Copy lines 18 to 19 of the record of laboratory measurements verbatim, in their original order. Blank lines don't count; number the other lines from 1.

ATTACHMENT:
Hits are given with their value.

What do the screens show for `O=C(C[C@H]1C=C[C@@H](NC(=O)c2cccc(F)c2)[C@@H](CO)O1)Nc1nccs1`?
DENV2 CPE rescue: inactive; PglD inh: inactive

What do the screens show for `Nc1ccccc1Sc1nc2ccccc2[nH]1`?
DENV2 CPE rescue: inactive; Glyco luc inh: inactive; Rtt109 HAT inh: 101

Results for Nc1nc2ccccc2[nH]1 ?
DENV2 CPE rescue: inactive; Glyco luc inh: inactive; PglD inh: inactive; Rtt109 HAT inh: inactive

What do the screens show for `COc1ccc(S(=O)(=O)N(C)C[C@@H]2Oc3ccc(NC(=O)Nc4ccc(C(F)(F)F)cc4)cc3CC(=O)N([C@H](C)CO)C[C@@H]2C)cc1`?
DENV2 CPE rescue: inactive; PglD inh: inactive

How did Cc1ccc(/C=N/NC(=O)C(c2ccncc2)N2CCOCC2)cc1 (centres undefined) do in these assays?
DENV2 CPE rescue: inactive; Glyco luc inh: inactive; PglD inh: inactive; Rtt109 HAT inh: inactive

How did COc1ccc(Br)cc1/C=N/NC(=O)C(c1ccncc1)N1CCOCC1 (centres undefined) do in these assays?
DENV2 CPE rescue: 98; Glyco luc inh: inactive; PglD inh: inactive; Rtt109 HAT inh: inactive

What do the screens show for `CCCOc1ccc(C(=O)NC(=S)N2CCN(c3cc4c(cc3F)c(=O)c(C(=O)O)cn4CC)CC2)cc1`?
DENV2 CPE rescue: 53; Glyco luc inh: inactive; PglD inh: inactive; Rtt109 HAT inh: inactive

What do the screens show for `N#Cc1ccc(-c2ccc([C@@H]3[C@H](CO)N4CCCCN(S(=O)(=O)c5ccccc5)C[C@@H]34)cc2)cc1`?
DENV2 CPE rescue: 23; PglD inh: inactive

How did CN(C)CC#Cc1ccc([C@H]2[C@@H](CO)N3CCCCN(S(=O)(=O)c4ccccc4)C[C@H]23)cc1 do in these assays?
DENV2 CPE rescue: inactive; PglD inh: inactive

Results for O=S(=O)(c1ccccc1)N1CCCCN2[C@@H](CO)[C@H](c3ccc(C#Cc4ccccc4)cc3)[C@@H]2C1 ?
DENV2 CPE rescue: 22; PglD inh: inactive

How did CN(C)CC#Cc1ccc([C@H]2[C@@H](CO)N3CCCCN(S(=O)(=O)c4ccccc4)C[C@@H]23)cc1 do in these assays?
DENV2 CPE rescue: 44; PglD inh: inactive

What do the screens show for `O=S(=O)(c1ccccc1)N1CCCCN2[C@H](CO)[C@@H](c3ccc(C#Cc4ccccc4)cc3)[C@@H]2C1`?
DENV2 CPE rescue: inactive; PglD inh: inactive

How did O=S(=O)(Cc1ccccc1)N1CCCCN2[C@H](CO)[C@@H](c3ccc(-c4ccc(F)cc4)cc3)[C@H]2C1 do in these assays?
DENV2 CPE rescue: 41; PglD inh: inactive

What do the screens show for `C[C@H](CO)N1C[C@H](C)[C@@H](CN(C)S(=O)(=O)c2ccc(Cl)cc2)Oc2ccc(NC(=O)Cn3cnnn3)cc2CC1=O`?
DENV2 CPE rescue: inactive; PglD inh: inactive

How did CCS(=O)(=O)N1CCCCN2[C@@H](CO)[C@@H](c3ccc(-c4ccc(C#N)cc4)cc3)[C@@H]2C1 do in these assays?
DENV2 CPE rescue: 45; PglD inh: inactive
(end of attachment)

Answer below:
How did CN(C)CC#Cc1ccc([C@H]2[C@@H](CO)N3CCCCN(S(=O)(=O)c4ccccc4)C[C@H]23)cc1 do in these assays?
DENV2 CPE rescue: inactive; PglD inh: inactive